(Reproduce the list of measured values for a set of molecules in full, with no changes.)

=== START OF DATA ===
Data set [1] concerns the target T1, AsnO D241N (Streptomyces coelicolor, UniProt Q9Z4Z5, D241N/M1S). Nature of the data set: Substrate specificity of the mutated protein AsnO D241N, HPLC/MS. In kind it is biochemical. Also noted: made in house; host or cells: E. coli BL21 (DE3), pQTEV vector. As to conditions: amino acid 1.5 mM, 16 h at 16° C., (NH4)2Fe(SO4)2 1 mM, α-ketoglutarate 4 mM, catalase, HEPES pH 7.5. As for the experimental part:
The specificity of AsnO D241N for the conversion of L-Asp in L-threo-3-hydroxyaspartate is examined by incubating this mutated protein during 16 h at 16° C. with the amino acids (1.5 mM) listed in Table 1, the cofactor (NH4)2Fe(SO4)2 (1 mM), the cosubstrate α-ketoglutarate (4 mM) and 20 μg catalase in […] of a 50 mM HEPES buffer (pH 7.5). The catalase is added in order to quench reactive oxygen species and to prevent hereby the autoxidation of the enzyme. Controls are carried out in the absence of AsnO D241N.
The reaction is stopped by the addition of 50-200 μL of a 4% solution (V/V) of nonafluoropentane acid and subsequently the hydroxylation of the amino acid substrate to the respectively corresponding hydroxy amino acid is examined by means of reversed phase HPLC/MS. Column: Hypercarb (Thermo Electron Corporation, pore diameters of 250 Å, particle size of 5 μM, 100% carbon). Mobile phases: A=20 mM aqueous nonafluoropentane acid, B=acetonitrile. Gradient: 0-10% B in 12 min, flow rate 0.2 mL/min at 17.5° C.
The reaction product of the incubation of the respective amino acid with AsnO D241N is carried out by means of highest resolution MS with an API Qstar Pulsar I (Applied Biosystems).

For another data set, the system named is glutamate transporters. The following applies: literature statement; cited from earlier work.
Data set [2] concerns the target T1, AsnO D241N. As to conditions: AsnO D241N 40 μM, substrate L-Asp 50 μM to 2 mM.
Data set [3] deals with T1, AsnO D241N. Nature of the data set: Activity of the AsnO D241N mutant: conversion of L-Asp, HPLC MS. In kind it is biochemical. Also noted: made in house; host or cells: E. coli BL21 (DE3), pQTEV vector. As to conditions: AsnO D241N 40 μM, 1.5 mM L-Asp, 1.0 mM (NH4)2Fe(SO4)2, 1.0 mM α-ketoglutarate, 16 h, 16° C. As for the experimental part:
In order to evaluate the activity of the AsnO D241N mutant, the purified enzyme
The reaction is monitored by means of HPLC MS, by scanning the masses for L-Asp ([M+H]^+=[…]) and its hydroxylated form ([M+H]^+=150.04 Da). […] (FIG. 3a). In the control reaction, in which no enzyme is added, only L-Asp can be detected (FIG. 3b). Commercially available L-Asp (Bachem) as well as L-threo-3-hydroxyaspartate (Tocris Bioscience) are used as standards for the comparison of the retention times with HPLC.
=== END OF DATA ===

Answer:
Data set [1] concerns the target T1, AsnO D241N (Streptomyces coelicolor, UniProt Q9Z4Z5, D241N/M1S). Nature of the data set: Substrate specificity of the mutated protein AsnO D241N, HPLC/MS. In kind it is biochemical. Also noted: made in house; host or cells: E. coli BL21 (DE3), pQTEV vector. As to conditions: amino acid 1.5 mM, 16 h at 16° C., (NH4)2Fe(SO4)2 1 mM, α-ketoglutarate 4 mM, catalase, HEPES pH 7.5. As for the experimental part:
The specificity of AsnO D241N for the conversion of L-Asp in L-threo-3-hydroxyaspartate is examined by incubating this mutated protein during 16 h at 16° C. with the amino acids (1.5 mM) listed in Table 1, the cofactor (NH4)2Fe(SO4)2 (1 mM), the cosubstrate α-ketoglutarate (4 mM) and 20 μg catalase in […] of a 50 mM HEPES buffer (pH 7.5). The catalase is added in order to quench reactive oxygen species and to prevent hereby the autoxidation of the enzyme. Controls are carried out in the absence of AsnO D241N.
The reaction is stopped by the addition of 50-200 μL of a 4% solution (V/V) of nonafluoropentane acid and subsequently the hydroxylation of the amino acid substrate to the respectively corresponding hydroxy amino acid is examined by means of reversed phase HPLC/MS. Column: Hypercarb (Thermo Electron Corporation, pore diameters of 250 Å, particle size of 5 μM, 100% carbon). Mobile phases: A=20 mM aqueous nonafluoropentane acid, B=acetonitrile. Gradient: 0-10% B in 12 min, flow rate 0.2 mL/min at 17.5° C.
The reaction product of the incubation of the respective amino acid with AsnO D241N is carried out by means of highest resolution MS with an API Qstar Pulsar I (Applied Biosystems).

For another data set, the system named is glutamate transporters. The following applies: literature statement; cited from earlier work.
Data set [2] concerns the target T1, AsnO D241N. As to conditions: AsnO D241N 40 μM, substrate L-Asp 50 μM to 2 mM.
Data set [3] deals with T1, AsnO D241N. Nature of the data set: Activity of the AsnO D241N mutant: conversion of L-Asp, HPLC MS. In kind it is biochemical. Also noted: made in house; host or cells: E. coli BL21 (DE3), pQTEV vector. As to conditions: AsnO D241N 40 μM, 1.5 mM L-Asp, 1.0 mM (NH4)2Fe(SO4)2, 1.0 mM α-ketoglutarate, 16 h, 16° C. As for the experimental part:
In order to evaluate the activity of the AsnO D241N mutant, the purified enzyme
The reaction is monitored by means of HPLC MS, by scanning the masses for L-Asp ([M+H]^+=[…]) and its hydroxylated form ([M+H]^+=150.04 Da). […] (FIG. 3a). In the control reaction, in which no enzyme is added, only L-Asp can be detected (FIG. 3b). Commercially available L-Asp (Bachem) as well as L-threo-3-hydroxyaspartate (Tocris Bioscience) are used as standards for the comparison of the retention times with HPLC.